One of the key questions at the Potrero Hill Democratic Club’s forum for D. 10 candidates revolved around Lennar’s Candlestick Point-Hunter’s Point Shipyard redevelopment plan.
The current Board of Supervisors recently approved Lennar's plan by a 10-1 vote (D.6 Sup. Chris Daly dissented). Following that vote, Mayor Gavin Newsom rushed to sign twelve pieces of legislation that approve and enable what could shape up to be the largest redevelopment project in San Francisco´s history.
"Today is a historic day for San Francisco and a testament to so many who have worked for more than a decade to secure this critical engine for our City´s economic future," Newsom said in a press statement, after he signed off on the Lennar deal. "I want to thank Sup. Sophie Maxwell for spearheading this effort throughout her entire tenure on the Board of Supervisors and our State and Federal representatives including Speaker Pelosi and Senator Feinstein as we take a giant leap forward towards our shared vision of jobs, housing, and hope for the Bayview-Hunters Point community."
But with Maxwell termed out in January, the successful candidate in the D. 10 race stands to inherit a plan that has been approved, but apparently isn't funded yet. And by my accounting, the majority of the candidates who spoke at the D. 10 forum expressed reservations with Lennar's proposal, with only a few firmly against it, and only a few firmly in favor of it. But read their comments, decide for yourself--and keep tracking this fascinating race!
"It's really one of the only places in the Castro that isn't focused on drinking or shopping,” says events coordinator Oscar Raymundo of his book nook on the neighborhood's main drag, A Different Light. Ambling down Castro Street, one really doesn't see too much geared towards the intellectual pursuit – punnily-named beauty salons, cheap bars, and spendy restaurants are far more evocative of the enclave's milieu. Raymundo would be the first to admit, however, that the bookstore where he works deals in a theme that plays a central role in Castro life: sexuality, and the varying ways in which the LGBT community lives the theme.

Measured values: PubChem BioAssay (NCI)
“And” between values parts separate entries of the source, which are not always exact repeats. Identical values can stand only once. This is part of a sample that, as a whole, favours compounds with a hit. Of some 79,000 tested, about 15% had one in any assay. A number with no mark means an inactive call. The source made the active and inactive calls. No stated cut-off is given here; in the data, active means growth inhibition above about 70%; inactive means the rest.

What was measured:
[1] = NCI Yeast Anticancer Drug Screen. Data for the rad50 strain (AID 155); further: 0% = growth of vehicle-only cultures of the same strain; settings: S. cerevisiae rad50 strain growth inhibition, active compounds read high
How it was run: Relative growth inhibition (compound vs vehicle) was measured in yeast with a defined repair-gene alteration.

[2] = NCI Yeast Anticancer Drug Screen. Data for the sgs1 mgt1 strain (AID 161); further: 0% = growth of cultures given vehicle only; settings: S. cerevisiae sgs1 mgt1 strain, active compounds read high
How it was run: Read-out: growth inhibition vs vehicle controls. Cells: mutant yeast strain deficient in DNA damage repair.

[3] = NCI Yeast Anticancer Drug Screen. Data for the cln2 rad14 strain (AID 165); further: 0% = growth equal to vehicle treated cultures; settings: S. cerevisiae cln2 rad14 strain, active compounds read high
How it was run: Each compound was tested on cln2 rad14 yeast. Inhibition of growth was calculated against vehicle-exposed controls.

As pretty much everyone knows by now, Jeff Adachi collected enough signatures to place a charter amendment on the November ballot that would reform the city’s retirement and health benefits plan. His amendment has become such a hot political topic that the Potrero Hill Democractic Club asked the 15 candidates who spoke at the club’s August 2 and 3 District 10 forums what they thought of Adachi’s “smart reform."Read more »
As long as there has been art, I imagine that the phrase “starving artist” has been in use. I like to imagine prehistoric cave painters stopping halfway through a particularly thrilling rendition of a successful buffalo hunt to halt operations and hold a fundraising party. “Grod, your donation of three chunks of limestone and a sharpened flint chip will help to fund the portraiture of no fewer than five renegade buffalo heading over the edge of the cliff.” But it helps put the sacrifices made in art’s name into perspective when confronted with art created on the very fringes, where “starving” can be more than just a catchphrase but a grim reality. Read more »